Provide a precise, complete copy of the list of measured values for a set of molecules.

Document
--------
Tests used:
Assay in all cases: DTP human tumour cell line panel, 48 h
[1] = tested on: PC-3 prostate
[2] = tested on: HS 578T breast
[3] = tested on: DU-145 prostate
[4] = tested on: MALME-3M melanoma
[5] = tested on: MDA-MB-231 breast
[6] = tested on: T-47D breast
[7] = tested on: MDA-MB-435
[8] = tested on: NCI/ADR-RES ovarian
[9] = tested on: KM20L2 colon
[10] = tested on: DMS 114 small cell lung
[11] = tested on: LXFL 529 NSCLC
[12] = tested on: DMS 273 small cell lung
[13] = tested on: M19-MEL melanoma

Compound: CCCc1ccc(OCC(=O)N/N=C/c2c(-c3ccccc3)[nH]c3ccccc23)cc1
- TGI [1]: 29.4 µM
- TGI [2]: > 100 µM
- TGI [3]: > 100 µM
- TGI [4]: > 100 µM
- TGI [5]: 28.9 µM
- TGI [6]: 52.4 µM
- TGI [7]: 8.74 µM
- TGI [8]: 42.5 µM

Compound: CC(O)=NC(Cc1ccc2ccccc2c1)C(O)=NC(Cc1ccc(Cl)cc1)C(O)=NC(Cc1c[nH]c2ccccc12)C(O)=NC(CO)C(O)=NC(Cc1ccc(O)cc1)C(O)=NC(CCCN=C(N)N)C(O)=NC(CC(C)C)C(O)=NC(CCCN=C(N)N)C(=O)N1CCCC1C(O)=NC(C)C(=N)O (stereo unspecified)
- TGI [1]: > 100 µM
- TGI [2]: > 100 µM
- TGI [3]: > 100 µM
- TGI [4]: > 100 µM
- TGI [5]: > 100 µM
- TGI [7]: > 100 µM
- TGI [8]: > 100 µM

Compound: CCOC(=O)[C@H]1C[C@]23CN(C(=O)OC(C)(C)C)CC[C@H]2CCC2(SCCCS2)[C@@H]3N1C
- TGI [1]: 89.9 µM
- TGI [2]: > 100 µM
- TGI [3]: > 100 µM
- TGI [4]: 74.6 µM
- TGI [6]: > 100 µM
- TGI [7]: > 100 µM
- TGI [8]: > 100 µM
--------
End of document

Tests used:
Assay in all cases: DTP human tumour cell line panel, 48 h
[1] = tested on: PC-3 prostate
[2] = tested on: HS 578T breast
[3] = tested on: DU-145 prostate
[4] = tested on: MALME-3M melanoma
[5] = tested on: MDA-MB-231 breast
[6] = tested on: T-47D breast
[7] = tested on: MDA-MB-435
[8] = tested on: NCI/ADR-RES ovarian
[9] = tested on: KM20L2 colon
[10] = tested on: DMS 114 small cell lung
[11] = tested on: LXFL 529 NSCLC
[12] = tested on: DMS 273 small cell lung
[13] = tested on: M19-MEL melanoma

Compound: CCCc1ccc(OCC(=O)N/N=C/c2c(-c3ccccc3)[nH]c3ccccc23)cc1
- TGI [1]: 29.4 µM
- TGI [2]: > 100 µM
- TGI [3]: > 100 µM
- TGI [4]: > 100 µM
- TGI [5]: 28.9 µM
- TGI [6]: 52.4 µM
- TGI [7]: 8.74 µM
- TGI [8]: 42.5 µM

Compound: CC(O)=NC(Cc1ccc2ccccc2c1)C(O)=NC(Cc1ccc(Cl)cc1)C(O)=NC(Cc1c[nH]c2ccccc12)C(O)=NC(CO)C(O)=NC(Cc1ccc(O)cc1)C(O)=NC(CCCN=C(N)N)C(O)=NC(CC(C)C)C(O)=NC(CCCN=C(N)N)C(=O)N1CCCC1C(O)=NC(C)C(=N)O (stereo unspecified)
- TGI [1]: > 100 µM
- TGI [2]: > 100 µM
- TGI [3]: > 100 µM
- TGI [4]: > 100 µM
- TGI [5]: > 100 µM
- TGI [7]: > 100 µM
- TGI [8]: > 100 µM

Compound: CCOC(=O)[C@H]1C[C@]23CN(C(=O)OC(C)(C)C)CC[C@H]2CCC2(SCCCS2)[C@@H]3N1C
- TGI [1]: 89.9 µM
- TGI [2]: > 100 µM
- TGI [3]: > 100 µM
- TGI [4]: 74.6 µM
- TGI [6]: > 100 µM
- TGI [7]: > 100 µM
- TGI [8]: > 100 µM